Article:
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December 18, 2008

Obama inaugural ceremony could use fine-tuning

Arteha FranklinAs much as I'm looking forward to Inaguration Day, the news about the swearing-in ceremony at the Capitol isn't exactly thrilling for some of us music lovers.

I won't get into the controversial selection of evangelist preacher Rick Warren (although I find that personally disheartening on several levels), but the musical portion looks, at least on paper, like a big let down. I have great R-E-S-P-E-C-T for Aretha Franklin, and I'm one of the few opera fans who actually loved the way she tore up Puccuni's Nessun dorma years ago, but I'm not crazy about losing this slot on the program more traditionally filled by a classical-trained singer. (I know, I know, the election was all about change.) A few weeks ago, I heard the majestic Leontyne Price sing the heck out of "America the Beautiful" at 81 years of age, and I'd bet that she would gladly deliver it for the Inauguration. What a richly layered statement that would make. Of course, I haven't seen any word yet on what Aretha will perform, so maybe I'll be persuaded in the end.

Likewise, maybe the supposedly classical portion of the event will be convincing, but I doubt it. Here's the lineup: violinist Itzhak Perlman, cellist Yo-Yo Ma, clarinetist Anthony McGill (he's a Peabody faculty member as well as principal clarinetist in the Metropolitan Opera Orchestra) and pianist Gabriela Montero (she gave an improvised recital in Baltimore a couple weeks ago). The problem for me is that this ensemble will play a new work composed by John (Star Wars and every other blockbuster film) Williams. Excuse me, but he's not this country's finest composer, just one of the most famous. He's certainly not a front-rank classical composer. Yes, I know his music was played during the victory night outdoor celebration in Chicago, so he obviously resonates with the Obama team, but (to borrow a phrase being tossed out by top members of the current administration these days), so what?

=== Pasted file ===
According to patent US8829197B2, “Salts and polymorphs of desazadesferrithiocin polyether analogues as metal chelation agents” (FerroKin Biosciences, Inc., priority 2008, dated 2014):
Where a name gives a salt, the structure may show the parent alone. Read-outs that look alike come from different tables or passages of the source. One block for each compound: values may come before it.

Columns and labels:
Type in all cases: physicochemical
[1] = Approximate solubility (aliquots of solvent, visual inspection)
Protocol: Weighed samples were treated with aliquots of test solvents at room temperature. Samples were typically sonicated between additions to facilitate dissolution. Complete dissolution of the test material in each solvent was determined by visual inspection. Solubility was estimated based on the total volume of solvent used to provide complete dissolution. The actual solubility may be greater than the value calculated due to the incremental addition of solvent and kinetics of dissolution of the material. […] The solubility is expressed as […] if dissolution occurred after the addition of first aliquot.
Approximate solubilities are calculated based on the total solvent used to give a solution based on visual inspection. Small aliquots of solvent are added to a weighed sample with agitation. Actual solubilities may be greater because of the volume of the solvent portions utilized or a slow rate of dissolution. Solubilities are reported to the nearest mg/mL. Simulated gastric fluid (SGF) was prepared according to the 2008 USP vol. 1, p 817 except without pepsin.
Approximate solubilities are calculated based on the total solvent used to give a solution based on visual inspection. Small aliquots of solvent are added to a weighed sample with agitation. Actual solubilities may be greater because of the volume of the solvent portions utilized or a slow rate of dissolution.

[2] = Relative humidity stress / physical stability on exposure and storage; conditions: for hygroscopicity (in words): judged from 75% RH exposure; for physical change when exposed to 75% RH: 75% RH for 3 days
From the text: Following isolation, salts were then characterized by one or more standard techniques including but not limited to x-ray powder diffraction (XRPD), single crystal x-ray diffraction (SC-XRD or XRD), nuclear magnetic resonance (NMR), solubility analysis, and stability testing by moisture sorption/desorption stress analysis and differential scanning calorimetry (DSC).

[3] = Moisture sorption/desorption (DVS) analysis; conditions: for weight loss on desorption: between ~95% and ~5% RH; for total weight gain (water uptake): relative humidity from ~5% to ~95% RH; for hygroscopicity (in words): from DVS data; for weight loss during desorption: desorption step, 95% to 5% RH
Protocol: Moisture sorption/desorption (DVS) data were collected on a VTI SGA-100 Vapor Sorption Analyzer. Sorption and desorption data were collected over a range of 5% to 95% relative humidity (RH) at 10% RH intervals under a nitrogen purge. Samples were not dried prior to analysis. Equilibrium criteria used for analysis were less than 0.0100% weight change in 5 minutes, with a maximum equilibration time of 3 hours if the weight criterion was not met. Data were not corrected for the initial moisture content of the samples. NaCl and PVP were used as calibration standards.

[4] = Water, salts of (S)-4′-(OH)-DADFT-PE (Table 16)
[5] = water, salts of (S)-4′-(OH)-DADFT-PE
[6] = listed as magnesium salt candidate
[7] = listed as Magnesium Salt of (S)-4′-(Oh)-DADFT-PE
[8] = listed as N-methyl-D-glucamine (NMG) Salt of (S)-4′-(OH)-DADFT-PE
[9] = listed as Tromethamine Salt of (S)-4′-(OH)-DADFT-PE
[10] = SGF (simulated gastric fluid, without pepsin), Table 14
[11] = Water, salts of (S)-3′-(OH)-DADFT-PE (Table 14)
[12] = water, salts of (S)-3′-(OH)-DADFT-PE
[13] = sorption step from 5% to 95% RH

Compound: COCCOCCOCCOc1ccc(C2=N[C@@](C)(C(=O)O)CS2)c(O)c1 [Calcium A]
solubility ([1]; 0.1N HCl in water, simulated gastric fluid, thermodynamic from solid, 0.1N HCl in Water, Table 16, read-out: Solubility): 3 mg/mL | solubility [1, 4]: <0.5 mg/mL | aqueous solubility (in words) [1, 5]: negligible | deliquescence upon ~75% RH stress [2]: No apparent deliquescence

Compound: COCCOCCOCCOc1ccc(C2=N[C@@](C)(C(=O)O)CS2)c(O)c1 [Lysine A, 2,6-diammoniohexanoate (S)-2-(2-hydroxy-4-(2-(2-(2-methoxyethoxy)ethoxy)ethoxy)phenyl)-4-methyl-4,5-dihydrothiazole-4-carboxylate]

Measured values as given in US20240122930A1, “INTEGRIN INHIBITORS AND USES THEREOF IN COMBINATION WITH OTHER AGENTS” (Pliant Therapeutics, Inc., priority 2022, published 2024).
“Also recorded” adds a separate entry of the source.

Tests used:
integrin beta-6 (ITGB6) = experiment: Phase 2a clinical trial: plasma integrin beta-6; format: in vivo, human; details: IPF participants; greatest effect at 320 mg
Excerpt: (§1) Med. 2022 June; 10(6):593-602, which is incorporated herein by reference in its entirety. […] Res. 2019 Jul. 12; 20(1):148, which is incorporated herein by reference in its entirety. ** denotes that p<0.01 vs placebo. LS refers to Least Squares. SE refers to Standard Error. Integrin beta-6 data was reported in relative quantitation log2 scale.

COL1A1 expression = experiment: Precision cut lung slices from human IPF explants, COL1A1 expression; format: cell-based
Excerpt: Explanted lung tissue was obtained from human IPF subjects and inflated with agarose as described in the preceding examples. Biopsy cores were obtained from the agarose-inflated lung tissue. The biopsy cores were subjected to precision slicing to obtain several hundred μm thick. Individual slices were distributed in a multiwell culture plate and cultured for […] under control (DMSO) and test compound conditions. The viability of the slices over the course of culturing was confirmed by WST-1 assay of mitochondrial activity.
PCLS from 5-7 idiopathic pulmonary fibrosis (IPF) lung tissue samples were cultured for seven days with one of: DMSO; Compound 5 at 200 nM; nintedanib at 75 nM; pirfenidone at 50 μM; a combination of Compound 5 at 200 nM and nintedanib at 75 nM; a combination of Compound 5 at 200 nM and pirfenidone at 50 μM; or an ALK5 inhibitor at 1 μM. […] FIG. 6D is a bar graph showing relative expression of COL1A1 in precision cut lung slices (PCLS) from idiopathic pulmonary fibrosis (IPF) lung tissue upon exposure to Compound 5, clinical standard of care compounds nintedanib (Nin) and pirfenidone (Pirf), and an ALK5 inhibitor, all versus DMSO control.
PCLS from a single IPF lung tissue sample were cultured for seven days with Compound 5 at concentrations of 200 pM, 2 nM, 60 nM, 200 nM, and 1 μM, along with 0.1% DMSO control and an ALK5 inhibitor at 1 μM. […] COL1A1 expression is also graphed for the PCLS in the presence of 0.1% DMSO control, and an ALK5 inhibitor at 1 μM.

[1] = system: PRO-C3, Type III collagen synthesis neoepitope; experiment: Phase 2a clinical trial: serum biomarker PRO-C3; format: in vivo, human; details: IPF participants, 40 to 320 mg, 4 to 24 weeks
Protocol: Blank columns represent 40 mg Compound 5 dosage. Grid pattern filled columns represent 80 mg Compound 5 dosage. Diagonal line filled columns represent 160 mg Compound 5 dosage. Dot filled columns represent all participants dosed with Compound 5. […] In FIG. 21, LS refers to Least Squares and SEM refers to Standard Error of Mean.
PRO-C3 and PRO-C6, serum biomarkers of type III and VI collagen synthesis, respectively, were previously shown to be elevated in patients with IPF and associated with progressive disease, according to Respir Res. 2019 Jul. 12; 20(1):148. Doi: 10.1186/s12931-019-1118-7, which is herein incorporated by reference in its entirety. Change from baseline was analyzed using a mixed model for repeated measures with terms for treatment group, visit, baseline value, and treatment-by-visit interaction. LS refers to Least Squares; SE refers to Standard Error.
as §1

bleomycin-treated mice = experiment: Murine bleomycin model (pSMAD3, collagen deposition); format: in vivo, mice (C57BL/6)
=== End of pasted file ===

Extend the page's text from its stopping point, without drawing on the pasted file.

I wouldn't expect the Obama folks to commission Elliott Carter or someone like that, but it would be great to have someone else writing something else. That said, I'm still curious how any piece of chamber music, however amplified, is going to work at and for an occasion like this. Strange. 


Posted by Tim Smith at 4:21 PM | | Comments (0)

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About Tim Smith
Born and raised in Washington, D.C., I couldn't help but develop a keen interest in politics, but music, theater and visual art also proved great attractions. Music became my main focus after high school. I thought about being a cocktail pianist, but I hated taking requests, so I studied music history instead, earning a B.A. in that field from Eisenhower College (Seneca Falls, N.Y.) and an M.A. from Occidental College (Los Angeles). I then landed in journalism. After freelancing for the Washington Post and others, I was classical music critic for the Sun-Sentinel in South Florida, where I also contributed to NPR. I've written for the New York Times, BBC Music Magazine and other publications, and I'm a longtime contributor to Opera News. My book, The NPR Curious Listener's Guide to Classical Music (Perigee, 2002), can be found on the most discerning remainder racks.

I joined the Baltimore Sun as classical music critic in 2000 and, in 2009, also became theater critic, giving me the opportunity to annoy a whole new audience. In 2010, my original Clef Notes blog expanded to encompass a theatrical component -- how could I resist calling it Drama Queens? I hope you'll find both sides of this blog coin worth exploring and reacting to; your own comments are always welcome and valued (well, most of them, at least).

Think of this as your open-all-hours, cyber green room, where there's always a performer or performance to discuss, some news to digest, or maybe just a little good gossip to share.
Note: Tim Smith now writes about the fine arts at This blog will be kept in place as an archive for an indefinite period. Please visit the new location to get the latest Mid-Atlantic arts coverage.
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